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  • Writer's pictureMark Meier

Updated: Jul 5

By Mark W. Meier

Part 36

Act IV

Windowed The Soul

Chapter Nine


Acronym for Acute Loss of Consciousness.

You woke two days later. I’d used that time to assess what I’d observed of you. Like most of your disgusting species you were simple – almost incapable of complex thought or planning.

Nobody expected much from the management at Grambic Tiles over the weekend. Victor Howe took care of the few things which needed attention, but mostly he sat at your bedside, two hours away from Grambic Tower. I’d liken him to a German shepherd, but he was more like a beagle.

Cute, if one likes that kind of devotion.

You blinked and tried to make sense of your surroundings. The room refused to clarify. HVAC whispered. Sharp smell of antiseptic. Indistinct PA announcements. Quiet beeping over your head. Only one possibility – hospital room.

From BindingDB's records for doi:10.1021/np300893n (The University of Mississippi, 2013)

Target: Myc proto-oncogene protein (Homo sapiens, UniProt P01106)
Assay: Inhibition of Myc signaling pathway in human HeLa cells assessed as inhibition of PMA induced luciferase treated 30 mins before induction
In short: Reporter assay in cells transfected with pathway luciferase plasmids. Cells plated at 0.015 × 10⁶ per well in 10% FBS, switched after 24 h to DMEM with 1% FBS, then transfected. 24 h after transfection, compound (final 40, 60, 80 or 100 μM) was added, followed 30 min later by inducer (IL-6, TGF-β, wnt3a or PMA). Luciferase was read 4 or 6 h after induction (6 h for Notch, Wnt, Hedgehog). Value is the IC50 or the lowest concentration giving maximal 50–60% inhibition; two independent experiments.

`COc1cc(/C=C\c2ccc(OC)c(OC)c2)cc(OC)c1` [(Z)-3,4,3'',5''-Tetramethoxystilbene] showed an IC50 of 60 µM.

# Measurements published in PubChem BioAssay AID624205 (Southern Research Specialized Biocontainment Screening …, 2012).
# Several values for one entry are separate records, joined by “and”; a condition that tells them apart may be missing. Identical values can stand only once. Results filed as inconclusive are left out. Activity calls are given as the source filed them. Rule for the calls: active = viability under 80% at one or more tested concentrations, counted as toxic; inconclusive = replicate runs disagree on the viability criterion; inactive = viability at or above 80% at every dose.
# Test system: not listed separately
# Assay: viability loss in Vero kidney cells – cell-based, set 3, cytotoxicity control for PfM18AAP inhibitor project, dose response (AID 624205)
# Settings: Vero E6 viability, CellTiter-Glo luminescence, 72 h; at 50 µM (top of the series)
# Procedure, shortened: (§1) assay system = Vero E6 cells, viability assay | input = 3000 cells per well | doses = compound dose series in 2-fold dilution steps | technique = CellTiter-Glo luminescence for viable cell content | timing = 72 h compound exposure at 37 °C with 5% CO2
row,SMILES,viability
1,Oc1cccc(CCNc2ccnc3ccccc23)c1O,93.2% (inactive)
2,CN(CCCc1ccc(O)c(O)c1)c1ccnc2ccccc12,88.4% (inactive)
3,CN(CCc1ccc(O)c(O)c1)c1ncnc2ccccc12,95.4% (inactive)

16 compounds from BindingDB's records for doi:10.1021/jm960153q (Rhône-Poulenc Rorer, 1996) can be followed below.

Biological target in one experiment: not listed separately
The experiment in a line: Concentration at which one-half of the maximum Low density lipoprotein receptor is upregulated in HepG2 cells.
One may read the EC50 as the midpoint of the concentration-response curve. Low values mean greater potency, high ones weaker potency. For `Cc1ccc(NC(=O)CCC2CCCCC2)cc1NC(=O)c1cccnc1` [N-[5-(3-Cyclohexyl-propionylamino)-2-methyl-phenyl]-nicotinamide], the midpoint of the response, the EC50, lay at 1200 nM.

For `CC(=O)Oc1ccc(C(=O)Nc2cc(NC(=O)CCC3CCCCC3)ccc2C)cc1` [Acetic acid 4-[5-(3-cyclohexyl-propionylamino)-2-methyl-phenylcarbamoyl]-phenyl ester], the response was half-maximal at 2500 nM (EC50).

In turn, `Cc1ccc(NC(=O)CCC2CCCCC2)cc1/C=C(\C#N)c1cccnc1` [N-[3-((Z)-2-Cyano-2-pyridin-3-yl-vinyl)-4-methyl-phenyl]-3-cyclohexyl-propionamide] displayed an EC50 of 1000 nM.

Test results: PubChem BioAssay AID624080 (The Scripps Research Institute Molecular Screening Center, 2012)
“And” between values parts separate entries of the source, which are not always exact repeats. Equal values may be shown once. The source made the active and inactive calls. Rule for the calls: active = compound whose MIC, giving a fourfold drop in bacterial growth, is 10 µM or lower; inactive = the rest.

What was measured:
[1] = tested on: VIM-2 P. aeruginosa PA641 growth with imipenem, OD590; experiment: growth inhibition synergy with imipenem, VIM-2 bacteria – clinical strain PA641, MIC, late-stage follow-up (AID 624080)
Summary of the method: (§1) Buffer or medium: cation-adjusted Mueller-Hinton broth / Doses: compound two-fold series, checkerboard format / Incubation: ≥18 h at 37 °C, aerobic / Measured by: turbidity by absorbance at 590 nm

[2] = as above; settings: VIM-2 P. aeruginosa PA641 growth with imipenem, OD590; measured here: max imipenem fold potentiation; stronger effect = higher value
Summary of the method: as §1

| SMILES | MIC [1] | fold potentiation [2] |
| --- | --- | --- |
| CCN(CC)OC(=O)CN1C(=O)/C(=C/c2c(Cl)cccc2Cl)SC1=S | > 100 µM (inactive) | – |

Then the pain in your skull slammed into you like a log hitting your head.

I chuckled at that comparison.

You blinked away the filmy coating on your eyeballs and confirmed your guess. The low lighting told you it must be nighttime. A glance toward a window verified that conjecture and drove fresh lances of fire into your brain.

“Thirsty.” Your voice rasped. There might be nobody there, but you spoke just in case someone could give you a sip of something. A single malt would be most satisfying, but hospital staff would not allow that.

A blurry shape moved in your peripheral vision. Someone spooned a bit of ice into your mouth.

You let it melt, swallowing the moisture, then cleared your throat. “Thanks.”

“You’re welcome, sir.” The beagle retreated to his chair.


Unlike the other times he’d given you ice, you remained conscious. The beagle perked up. If he had a tail it would have wagged.